While many in Concord are clamoring over language for an educational-funding constitutional amendment (CACR 12), what's being lost in the final debate of the 2011-2012 session is a constitutional amendment proposal far more important to the people of New Hampshire as they work to regain control of their government.
CACR 26, a constitutional amendment proposal that would remove the Chief Justice of the Supreme Court's rule-making authority by repealing Part 2, Article 73-a of the constitution, is probably the most important effort still up for consideration this year. By passing CACR 26 and repealing Article 73-a, the Legislature, which is directly elected by the people each biennium, would regain sole authority to write the laws, rules and general policies of the state as our founders intended.
Since 1978, when Article 73-a was adopted under a description of the measure that called it a “housekeeping effort,” the language has given the Supreme Court the power to write court rules that have “the force and effect of law.” This language has severely upset the balance of powers in government to the benefit of the unelected five-member Supreme Court. Since 1978, the court has been using the language of Article 73-a to order the Legislature and the people of this state around, in effect creating the likes of an old-world oligarchy.
Making this analogy far too real is the language in Article 73-a that says the Chief Justice of the N.H. Supreme Court is “the administrative head of all the courts." Because the Legislature is known in the Constitution as the "General Court," some have interpreted Article 73-a as a constitutional change that gives the Supreme Court and the other courts it controls unrestrained authority over the Legislature, and by extension, the people. Such an understanding is intolerable in a free Constitutional Republic and it is also inconsistent with the rest of the N.H. Constitution, which makes CACR 26 that much more important to pass.
The court originally advocated for Article 73-a as a way to control the internal procedures of the courtroom, but it has since used the language to go much further than that.
Article 73-a is the language that has given the court hubris to think that it can legislate from the bench, such as it did with the Claremont decisions in the 1990s when it said that the constitution's imperative that individual “legislators... cherish … public education” means that the Legislature must define and fund an adequate education. CACR 26 would put the court back in its place as an interpreter of law for individual cases—its traditional role—and not as a definer of the constitution and law that must be applied in all situations—a power it has stripped from the Legislature.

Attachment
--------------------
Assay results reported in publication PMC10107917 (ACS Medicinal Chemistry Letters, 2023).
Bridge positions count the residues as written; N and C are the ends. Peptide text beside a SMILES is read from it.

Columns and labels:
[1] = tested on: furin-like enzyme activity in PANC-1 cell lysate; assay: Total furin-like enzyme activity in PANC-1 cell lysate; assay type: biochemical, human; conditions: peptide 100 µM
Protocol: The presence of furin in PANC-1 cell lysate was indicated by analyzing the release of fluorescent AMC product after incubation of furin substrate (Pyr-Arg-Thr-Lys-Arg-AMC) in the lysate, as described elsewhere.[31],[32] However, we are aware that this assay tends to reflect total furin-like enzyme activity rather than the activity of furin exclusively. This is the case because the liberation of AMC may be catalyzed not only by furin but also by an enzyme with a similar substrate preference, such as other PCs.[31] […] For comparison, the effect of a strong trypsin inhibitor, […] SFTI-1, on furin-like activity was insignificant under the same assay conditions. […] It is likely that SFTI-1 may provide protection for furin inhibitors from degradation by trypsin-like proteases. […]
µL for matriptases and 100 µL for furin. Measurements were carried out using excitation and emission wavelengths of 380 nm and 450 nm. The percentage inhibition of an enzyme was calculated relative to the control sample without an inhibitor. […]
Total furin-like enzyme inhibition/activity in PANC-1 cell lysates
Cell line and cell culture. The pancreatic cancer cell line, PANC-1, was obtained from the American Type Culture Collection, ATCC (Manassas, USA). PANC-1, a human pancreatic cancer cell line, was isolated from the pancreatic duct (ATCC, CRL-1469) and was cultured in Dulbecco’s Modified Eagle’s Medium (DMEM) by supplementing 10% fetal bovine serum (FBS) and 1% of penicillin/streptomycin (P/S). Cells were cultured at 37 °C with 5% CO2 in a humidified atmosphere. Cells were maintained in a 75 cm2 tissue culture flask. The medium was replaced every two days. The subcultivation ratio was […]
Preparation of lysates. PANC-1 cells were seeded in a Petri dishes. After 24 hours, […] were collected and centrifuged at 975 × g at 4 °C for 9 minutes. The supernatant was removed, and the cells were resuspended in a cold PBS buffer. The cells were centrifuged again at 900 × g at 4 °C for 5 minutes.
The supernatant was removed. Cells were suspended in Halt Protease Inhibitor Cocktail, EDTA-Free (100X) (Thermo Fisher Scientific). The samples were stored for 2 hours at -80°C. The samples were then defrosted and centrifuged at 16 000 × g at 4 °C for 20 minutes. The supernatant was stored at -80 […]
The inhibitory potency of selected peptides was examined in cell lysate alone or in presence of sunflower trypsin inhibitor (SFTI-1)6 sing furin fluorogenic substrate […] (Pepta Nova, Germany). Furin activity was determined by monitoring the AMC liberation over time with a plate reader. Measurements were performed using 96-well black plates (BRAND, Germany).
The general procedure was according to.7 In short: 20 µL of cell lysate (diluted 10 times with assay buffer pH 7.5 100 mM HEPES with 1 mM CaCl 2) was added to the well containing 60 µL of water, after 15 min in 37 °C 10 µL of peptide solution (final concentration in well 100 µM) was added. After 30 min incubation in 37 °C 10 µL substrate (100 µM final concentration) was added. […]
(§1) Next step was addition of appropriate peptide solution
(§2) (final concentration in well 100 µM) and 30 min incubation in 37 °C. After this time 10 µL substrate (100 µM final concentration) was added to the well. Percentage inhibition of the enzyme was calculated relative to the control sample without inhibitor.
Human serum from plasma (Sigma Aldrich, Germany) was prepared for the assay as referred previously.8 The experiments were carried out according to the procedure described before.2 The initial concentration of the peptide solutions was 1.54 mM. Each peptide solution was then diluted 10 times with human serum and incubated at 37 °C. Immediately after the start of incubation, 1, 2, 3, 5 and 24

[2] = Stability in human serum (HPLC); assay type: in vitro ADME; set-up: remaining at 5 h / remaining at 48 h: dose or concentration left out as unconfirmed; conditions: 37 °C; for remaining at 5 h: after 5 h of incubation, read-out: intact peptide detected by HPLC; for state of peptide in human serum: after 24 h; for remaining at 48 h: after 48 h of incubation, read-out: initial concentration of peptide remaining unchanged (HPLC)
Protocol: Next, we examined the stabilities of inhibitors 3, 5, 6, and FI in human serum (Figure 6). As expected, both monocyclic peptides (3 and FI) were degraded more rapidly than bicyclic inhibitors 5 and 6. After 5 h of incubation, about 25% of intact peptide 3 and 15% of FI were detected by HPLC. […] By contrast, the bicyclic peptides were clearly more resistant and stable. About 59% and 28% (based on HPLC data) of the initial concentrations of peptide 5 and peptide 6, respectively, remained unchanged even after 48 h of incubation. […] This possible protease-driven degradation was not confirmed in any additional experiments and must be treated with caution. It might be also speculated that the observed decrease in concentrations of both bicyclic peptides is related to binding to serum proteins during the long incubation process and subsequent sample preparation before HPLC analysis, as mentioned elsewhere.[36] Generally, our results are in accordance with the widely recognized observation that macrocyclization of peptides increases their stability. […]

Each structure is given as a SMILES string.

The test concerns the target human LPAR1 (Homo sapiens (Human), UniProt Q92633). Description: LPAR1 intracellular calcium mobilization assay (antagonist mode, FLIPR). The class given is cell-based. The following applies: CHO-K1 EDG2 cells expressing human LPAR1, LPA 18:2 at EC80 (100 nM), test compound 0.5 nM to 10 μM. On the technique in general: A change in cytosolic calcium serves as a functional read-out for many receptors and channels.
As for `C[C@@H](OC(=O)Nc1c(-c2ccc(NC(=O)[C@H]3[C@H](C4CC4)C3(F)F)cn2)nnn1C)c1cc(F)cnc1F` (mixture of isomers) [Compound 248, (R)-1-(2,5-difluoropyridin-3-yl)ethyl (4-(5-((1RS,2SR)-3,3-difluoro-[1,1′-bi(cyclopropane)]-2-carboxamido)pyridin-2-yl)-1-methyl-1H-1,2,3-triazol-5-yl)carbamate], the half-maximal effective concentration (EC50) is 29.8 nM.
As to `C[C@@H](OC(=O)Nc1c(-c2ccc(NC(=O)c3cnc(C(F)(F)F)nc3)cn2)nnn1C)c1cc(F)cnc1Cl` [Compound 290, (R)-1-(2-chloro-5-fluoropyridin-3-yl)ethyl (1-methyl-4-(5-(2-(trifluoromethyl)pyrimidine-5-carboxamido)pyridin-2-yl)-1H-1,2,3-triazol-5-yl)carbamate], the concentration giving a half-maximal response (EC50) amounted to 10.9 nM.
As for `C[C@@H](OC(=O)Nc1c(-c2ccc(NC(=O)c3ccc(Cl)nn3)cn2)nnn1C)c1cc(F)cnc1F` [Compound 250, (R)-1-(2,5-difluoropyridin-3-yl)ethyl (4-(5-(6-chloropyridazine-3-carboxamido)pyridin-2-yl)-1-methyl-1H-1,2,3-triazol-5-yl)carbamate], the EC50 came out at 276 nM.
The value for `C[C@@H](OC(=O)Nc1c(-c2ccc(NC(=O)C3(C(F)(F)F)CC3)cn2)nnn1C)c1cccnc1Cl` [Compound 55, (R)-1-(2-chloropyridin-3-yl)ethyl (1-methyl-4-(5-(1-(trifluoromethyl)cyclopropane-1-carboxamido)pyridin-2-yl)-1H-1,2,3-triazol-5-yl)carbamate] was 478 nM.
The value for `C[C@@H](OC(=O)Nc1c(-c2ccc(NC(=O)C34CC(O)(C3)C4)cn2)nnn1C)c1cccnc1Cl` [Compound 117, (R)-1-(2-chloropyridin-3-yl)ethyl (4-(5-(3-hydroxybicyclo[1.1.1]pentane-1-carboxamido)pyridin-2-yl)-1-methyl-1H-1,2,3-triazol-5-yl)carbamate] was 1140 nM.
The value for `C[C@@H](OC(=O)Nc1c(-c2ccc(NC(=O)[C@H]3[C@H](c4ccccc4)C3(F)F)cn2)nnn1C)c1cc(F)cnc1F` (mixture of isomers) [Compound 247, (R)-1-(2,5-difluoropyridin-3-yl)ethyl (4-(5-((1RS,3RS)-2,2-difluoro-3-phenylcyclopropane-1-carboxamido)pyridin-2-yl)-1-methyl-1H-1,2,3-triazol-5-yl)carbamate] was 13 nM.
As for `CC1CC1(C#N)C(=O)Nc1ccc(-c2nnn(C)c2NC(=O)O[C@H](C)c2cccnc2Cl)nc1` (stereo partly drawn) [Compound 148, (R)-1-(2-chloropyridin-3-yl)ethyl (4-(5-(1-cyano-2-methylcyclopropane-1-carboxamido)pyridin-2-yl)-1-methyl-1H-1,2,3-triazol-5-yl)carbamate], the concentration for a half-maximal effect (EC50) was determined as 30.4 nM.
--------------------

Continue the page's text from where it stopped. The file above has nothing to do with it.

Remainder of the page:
The family court has perhaps the longest history of apparent abuses of the constitutional language. The court has used its rules, including a particular rule that allows all court rules to be waived, in cases where it has ordered children removed from fit parents on mere accusations without a finding of abuse or neglect or due process of law. Some parents have been separated from their children for months or even years, and because the courts are the only way to get their children back, they live with the injustice with no recourse.
District court judges have used court rules to throw citizens in jail for contempt on minor decorum issues, and they have used their office to send journalists to jail for simply asking questions about their decisions.
Just last year, a Superior Court judge used court rules to prevent two innocent citizens who were not accused of any crime from engaging in a legal activity or face the penalty of contempt of court, which would have resulted in jail time. The same judge also ordered the citizens to post his order on a Web site, a violation of their free speech rights.
By passing CACR 26 and repealing the court's rule-making authority, the people of New Hampshire would be restoring the Legislature's authority to pass statutory laws governing court administration. Currently, under RSA 541-A, the Legislature already governs how Executive Branch rules can be made. It should do the same for Judicial Branch rules. This change would restore the balance of powers as well as the independence of the three branches of government. But more important than that, by passing CACR 26, the people would be restoring their own role as self governors through their elected representatives and senators in the Legislature.
Carolyn McKinney, chairman of the Republican Liberty Caucus of New Hampshire.